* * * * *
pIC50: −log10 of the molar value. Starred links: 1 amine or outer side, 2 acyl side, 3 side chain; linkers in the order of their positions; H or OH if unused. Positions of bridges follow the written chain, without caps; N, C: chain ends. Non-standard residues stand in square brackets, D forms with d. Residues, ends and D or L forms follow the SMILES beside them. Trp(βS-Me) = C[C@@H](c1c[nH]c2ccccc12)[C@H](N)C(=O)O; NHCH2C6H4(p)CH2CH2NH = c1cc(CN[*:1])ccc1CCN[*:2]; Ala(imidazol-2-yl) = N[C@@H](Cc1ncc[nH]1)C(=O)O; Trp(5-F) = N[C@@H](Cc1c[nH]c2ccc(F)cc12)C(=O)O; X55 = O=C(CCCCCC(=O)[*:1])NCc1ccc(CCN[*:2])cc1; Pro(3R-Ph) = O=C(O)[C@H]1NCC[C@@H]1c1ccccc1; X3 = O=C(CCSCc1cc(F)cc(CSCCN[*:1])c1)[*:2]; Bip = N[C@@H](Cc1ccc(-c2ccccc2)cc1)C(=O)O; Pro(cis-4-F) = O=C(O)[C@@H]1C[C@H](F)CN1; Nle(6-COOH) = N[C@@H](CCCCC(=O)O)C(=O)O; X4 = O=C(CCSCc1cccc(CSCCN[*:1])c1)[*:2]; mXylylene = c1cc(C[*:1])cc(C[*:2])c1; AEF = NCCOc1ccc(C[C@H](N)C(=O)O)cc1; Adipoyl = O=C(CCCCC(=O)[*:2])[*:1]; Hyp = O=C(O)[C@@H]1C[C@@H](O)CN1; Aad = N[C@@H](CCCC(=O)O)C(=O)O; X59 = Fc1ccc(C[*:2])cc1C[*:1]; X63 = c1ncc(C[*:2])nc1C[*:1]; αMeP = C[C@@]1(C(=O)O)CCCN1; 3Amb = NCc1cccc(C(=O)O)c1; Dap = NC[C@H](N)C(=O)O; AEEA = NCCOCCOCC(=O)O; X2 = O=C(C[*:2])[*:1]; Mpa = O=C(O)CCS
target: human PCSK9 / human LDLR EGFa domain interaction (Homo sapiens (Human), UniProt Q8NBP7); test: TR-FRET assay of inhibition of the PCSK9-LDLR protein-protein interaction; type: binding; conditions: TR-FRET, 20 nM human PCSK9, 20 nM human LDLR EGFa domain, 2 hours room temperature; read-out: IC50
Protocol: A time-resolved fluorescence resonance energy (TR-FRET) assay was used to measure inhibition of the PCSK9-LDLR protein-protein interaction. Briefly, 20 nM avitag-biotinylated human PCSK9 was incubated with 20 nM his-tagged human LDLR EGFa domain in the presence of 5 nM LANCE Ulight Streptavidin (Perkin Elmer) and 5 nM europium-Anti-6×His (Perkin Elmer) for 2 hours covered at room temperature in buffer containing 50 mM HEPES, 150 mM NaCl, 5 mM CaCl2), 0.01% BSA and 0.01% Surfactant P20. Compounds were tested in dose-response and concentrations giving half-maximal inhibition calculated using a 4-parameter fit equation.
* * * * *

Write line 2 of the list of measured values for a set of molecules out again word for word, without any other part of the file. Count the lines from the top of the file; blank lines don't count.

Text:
target: human PCSK9 / human LDLR EGFa domain interaction (Homo sapiens (Human), UniProt Q8NBP7); test: TR-FRET assay of inhibition of the PCSK9-LDLR protein-protein interaction; type: binding; conditions: TR-FRET, 20 nM human PCSK9, 20 nM human LDLR EGFa domain, 2 hours room temperature; read-out: IC50